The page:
As I was perusing Facebook Thursday morning, I saw a photo of a scruffy-faced State Rep. Gene Reynolds, D- Minden. The caption read, “This is my fix the budget beard, I will not shave until we fix this problem!!!!”
During my last six weeks or so of being the editor of the Press-Herald, I’ve had the opportunity to follow stories about the budget and the lack of cooperation regarding it.
The amount of political posturing on all sides of this issue is absolutely sickening.
Reynolds has been one of the few “voices of reason” throughout this process. We all should be thankful for his commitment to finding real solutions, regardless of whether the solution s popular or not.
Short of a constitutional convention — and readers already know my stance on that — what can be done?
On the revenue side, the so-called “clean penny” could be renewed. However, Gov. John Bel Edwards is having none of that.
“It disproportionately penalizes the most vulnerable citizens. It’s regressive in nature, but from an economic perspective, it doesn’t align with where Louisiana’s economy is going,” Edwards spokesman Richard Carbo said in a statement.
According to the Associated Press, Edwards wants to permanently remove exemptions for purchases that usually aren’t subject to sales tax, and to extend the permanent 4 percent state sales tax to services, such as cable television and online streaming services.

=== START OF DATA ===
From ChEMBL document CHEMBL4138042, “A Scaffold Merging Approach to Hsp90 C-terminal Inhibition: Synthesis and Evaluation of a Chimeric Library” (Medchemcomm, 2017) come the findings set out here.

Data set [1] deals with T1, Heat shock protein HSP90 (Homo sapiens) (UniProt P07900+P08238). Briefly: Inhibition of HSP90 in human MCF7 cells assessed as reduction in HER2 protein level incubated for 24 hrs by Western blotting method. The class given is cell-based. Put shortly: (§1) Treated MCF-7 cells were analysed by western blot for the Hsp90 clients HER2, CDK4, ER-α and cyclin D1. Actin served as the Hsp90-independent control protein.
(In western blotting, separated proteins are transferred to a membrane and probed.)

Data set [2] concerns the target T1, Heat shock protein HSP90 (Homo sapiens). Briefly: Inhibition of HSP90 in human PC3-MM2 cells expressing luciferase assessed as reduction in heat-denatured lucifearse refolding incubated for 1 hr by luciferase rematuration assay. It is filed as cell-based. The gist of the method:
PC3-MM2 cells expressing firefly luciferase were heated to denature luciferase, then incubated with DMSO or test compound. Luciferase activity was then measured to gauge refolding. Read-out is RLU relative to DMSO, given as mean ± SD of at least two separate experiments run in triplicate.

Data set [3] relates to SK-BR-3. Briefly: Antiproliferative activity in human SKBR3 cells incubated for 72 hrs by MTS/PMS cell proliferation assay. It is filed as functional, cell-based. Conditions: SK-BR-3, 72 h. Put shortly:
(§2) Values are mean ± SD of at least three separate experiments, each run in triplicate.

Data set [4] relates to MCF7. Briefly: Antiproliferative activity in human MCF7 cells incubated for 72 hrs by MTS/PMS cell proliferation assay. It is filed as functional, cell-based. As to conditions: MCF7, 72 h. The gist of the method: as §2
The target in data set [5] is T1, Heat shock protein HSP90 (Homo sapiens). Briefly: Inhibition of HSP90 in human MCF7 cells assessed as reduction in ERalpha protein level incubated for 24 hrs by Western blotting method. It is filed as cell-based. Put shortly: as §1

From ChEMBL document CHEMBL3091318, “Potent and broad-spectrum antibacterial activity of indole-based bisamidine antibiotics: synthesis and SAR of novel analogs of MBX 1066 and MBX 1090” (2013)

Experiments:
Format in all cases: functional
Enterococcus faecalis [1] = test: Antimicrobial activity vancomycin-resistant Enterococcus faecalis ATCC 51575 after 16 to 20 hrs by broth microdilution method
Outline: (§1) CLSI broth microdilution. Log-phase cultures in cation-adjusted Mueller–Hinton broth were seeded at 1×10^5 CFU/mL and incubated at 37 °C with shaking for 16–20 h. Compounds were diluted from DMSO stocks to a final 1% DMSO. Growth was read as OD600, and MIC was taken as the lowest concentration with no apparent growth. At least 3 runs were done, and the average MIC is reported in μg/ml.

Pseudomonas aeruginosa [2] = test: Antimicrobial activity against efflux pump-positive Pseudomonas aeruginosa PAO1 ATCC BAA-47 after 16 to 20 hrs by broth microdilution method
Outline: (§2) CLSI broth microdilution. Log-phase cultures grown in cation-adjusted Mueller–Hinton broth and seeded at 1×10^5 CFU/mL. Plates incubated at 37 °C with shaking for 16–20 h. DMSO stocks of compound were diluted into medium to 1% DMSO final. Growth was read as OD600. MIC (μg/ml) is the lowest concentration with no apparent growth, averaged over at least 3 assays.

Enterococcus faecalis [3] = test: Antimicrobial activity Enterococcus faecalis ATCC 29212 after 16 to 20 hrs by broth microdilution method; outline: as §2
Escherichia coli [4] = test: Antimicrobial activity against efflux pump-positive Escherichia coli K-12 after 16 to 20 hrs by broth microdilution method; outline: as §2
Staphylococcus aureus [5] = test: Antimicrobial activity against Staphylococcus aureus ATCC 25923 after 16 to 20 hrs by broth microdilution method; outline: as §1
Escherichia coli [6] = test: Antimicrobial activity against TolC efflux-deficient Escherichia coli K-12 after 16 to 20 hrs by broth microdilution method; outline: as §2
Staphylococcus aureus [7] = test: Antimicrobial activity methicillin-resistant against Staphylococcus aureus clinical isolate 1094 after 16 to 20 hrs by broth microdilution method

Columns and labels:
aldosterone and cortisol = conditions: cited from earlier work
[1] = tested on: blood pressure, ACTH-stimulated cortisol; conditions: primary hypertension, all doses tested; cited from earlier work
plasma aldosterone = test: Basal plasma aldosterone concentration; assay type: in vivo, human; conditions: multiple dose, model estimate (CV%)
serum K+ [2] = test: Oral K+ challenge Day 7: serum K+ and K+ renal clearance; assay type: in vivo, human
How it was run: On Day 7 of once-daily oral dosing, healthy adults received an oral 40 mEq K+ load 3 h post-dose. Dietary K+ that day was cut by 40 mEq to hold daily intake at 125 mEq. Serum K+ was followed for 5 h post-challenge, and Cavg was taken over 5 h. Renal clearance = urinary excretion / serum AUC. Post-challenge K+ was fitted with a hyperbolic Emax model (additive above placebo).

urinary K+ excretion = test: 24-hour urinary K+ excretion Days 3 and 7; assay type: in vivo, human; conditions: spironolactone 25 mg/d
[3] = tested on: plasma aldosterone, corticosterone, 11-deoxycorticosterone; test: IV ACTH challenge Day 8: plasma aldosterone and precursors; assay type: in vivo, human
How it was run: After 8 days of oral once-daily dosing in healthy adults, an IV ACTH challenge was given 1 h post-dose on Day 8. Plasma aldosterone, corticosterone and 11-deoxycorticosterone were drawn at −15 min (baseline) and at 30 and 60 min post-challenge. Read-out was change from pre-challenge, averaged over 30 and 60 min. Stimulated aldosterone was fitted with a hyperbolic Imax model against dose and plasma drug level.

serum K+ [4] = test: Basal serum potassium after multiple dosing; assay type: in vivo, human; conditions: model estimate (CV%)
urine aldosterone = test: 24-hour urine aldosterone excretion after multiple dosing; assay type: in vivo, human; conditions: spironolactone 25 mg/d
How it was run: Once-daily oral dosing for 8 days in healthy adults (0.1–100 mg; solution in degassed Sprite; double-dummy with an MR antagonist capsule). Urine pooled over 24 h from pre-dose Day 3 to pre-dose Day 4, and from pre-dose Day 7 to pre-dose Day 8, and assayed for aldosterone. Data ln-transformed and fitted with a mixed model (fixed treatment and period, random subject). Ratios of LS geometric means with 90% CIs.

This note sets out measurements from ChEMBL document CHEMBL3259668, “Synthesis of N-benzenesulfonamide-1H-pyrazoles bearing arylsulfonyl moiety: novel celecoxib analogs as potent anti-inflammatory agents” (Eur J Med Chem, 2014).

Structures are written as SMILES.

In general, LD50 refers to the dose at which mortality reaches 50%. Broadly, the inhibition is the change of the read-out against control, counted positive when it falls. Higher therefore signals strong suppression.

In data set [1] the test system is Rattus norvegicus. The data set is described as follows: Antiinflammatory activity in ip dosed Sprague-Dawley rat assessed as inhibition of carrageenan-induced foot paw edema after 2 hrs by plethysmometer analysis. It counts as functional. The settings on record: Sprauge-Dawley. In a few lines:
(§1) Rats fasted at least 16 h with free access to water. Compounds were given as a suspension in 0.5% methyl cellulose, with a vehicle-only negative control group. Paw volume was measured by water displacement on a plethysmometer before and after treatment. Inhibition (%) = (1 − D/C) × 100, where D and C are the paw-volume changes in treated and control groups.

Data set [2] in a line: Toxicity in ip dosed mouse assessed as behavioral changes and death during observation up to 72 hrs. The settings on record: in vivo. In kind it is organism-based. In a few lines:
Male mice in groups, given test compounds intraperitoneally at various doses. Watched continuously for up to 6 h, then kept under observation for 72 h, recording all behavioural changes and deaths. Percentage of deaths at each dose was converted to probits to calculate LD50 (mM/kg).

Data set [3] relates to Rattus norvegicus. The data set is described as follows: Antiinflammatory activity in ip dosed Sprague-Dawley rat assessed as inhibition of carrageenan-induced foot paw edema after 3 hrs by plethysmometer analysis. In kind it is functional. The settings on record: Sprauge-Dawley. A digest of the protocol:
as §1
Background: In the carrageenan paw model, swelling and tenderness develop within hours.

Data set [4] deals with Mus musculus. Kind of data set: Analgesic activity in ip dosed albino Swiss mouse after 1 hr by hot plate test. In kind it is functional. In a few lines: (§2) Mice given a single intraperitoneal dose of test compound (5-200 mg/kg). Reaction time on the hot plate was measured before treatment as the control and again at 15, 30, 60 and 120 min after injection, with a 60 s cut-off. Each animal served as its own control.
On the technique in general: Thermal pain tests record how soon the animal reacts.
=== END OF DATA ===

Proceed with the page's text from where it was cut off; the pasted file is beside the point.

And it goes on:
Of course that flies in the face of anti-tax members of the legislature who believe the problem lies on the spending side of the ledger.
Which brings us back to the problem of constitutionally protected items in the budget. Does the state spend too much money? What government doesn’t? But how do you fix it when your hands are tied? No longer can education and healthcare bear the burden alone.
Meanwhile, Washington continues to raise the debt ceiling while conservatives cheer — but that is a different column for a different day.
In Louisiana, we must put ourselves in the position to not only balance the budget, but to do some things to grow our economy, or at least not hinder growth. Those things won’t happen until Louisiana gets its financial house in order.
It’s time for politicians in Louisiana to put party, politics, and personal preferences aside. It’s time to do what they were elected to do, act on our behalf in the best interest of all. While many may scream, holler, and complain, if the final result moves our state forward, then the right decision was made.
Constitutional convention. Fewer exemptions from sales taxes. Downsizing departments. It doesn’t matter which paths are chosen — someone is always going to object. True public servants understand how to make tough calls in the best interest of all, not just a few.
It’s my hope that Reynolds’s scruff face doesn’t turn into a full beard before this problem is solved. There is just too much at stake.
David Specht is editor and publisher of the Minden Press-Herald.